Secession Era Editorials Project
Raleigh, North Carolina, Register [Whig]
(8 March 1854)
"The non-intervention doctrine is not
Whig, but Cass, Douglas, Democratic doctrine." --
This is mere gas.
The Editor of the
"Standard" has not forgotten that the locofoco State Convention,
which assembled in this city, in June, 1850, following the lead of the Nashville
Convention, APPROVED of the Missouri Compromise line, and demanded
its explicit recognition, at that time, by Congress!
Mr. Calhoun, but a
short time previous to his demise, denounced the Missouri Compromise, and said
that it surrendered the principle of non-intervention, for which
the South had ever contended.
Yet, in opposition to the teachings of Mr. Calhoun, and in the face of all they had hitherto
said, and done, the locofoco party, in Convention assembled, gave their solemn
sanction and recommendation to a measure which they must have believed, -- if
what they had said was to be relied upon, -- surrendered the rights of the
South, and clearly conceded to Congress a power which they had
maintained it did not possess!
"Democratic doctrine, indeed!"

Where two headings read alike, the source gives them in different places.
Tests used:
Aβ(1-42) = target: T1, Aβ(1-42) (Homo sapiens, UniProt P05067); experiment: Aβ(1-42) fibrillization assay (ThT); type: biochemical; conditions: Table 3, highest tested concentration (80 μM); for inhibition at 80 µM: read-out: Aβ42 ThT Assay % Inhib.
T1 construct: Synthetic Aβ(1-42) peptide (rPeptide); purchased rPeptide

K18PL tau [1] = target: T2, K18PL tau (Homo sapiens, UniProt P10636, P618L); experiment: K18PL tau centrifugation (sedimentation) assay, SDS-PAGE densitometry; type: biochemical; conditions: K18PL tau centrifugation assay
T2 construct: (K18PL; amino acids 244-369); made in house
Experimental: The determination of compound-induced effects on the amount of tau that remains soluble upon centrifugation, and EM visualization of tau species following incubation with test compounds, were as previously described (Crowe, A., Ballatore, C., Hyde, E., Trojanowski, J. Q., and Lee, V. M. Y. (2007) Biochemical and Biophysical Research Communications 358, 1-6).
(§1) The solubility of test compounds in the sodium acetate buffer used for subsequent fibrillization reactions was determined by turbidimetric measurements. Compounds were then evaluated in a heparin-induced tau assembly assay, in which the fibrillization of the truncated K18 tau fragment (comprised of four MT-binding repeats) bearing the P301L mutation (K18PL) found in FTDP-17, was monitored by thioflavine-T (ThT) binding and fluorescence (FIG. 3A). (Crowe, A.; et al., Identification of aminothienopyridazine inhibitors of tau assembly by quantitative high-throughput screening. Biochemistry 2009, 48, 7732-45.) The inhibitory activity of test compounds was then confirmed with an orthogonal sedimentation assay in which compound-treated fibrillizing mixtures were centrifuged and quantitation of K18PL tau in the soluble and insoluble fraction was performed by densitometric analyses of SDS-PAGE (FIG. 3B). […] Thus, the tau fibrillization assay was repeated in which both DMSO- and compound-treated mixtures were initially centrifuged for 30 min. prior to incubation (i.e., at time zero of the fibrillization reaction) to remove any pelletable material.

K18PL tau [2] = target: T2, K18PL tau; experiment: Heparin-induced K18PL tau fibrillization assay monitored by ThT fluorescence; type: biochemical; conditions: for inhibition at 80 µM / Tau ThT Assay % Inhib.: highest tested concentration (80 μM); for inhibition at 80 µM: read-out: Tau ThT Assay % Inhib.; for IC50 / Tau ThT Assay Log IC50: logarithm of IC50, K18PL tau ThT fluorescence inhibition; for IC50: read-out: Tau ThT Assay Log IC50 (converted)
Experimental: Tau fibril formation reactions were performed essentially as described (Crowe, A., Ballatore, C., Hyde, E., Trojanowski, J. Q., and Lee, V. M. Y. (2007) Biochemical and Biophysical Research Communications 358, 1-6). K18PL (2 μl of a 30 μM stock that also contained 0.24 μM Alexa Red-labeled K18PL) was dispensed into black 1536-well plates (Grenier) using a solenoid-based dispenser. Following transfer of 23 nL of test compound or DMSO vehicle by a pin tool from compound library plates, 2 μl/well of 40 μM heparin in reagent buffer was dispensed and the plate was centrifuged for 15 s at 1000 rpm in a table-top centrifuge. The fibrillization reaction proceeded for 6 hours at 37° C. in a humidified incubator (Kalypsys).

"Douglas" doctrine, too, is it?
Let us see.
The only ground upon which Senator
Douglas proposes the repeal of the Missouri Compromise, be it remembered,
is, that it has been superseded by the Compromise measures of 1850;
while the Congressional record shows that he has avowed doctrines which strike
at the dearest rights and most sacred interests of the slaveholding States.
As a proof of this, we copy the following extract from a speech delivered
by him in the United States Senate, on the 13th of March, 1850, and
which may be found in the
Congressional Globe, Vol. xxii. In reference to the action of
Congress upon the Territorial question, Mr. Douglas then and there said:
It is no violation of
Southern rights to prohibit slavery nor of northern rights to leave the
people to decide the question for themselves.
In this sense, no geographical section of the Union is entitled to any share
of the territories.
The Senator from South Carolina will therefore
excuse me for expressing the opinion that all of his complaints under this head
are predicated upon one great fundamental error - the error of supposing that
his particular section has a right to have a due share of the territories set
apart and assigned to it."
From the forgoing extract, it will be seen that Mr. Douglas unqualifiedly admitted the
power of Congress to prohibit slavery in the
or, at least, that it would be no violation of southern rights to do
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